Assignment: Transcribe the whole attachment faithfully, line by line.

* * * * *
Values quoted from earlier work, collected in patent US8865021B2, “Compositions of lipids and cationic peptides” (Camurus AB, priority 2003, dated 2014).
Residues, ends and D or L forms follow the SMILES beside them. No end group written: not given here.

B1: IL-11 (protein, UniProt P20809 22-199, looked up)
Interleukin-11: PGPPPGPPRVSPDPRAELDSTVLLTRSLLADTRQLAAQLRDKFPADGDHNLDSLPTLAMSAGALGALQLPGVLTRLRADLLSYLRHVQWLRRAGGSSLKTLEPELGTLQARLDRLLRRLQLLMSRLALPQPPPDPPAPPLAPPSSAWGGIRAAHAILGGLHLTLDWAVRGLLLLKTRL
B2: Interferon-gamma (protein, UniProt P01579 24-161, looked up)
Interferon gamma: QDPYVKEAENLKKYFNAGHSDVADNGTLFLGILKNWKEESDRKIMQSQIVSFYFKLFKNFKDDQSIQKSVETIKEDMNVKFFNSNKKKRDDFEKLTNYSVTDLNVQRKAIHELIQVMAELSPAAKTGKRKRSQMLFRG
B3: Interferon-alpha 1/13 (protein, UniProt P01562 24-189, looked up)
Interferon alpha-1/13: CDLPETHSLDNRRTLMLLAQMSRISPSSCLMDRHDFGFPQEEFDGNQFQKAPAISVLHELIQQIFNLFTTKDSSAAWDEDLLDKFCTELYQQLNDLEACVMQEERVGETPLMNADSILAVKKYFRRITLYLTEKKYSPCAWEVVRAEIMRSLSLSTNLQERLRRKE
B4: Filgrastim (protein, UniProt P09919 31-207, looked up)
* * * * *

Values quoted from earlier work, collected in patent US8865021B2, “Compositions of lipids and cationic peptides” (Camurus AB, priority 2003, dated 2014).
Residues, ends and D or L forms follow the SMILES beside them. No end group written: not given here.

B1: IL-11 (protein, UniProt P20809 22-199, looked up)
Interleukin-11: PGPPPGPPRVSPDPRAELDSTVLLTRSLLADTRQLAAQLRDKFPADGDHNLDSLPTLAMSAGALGALQLPGVLTRLRADLLSYLRHVQWLRRAGGSSLKTLEPELGTLQARLDRLLRRLQLLMSRLALPQPPPDPPAPPLAPPSSAWGGIRAAHAILGGLHLTLDWAVRGLLLLKTRL
B2: Interferon-gamma (protein, UniProt P01579 24-161, looked up)
Interferon gamma: QDPYVKEAENLKKYFNAGHSDVADNGTLFLGILKNWKEESDRKIMQSQIVSFYFKLFKNFKDDQSIQKSVETIKEDMNVKFFNSNKKKRDDFEKLTNYSVTDLNVQRKAIHELIQVMAELSPAAKTGKRKRSQMLFRG
B3: Interferon-alpha 1/13 (protein, UniProt P01562 24-189, looked up)
Interferon alpha-1/13: CDLPETHSLDNRRTLMLLAQMSRISPSSCLMDRHDFGFPQEEFDGNQFQKAPAISVLHELIQQIFNLFTTKDSSAAWDEDLLDKFCTELYQQLNDLEACVMQEERVGETPLMNADSILAVKKYFRRITLYLTEKKYSPCAWEVVRAEIMRSLSLSTNLQERLRRKE
B4: Filgrastim (protein, UniProt P09919 31-207, looked up)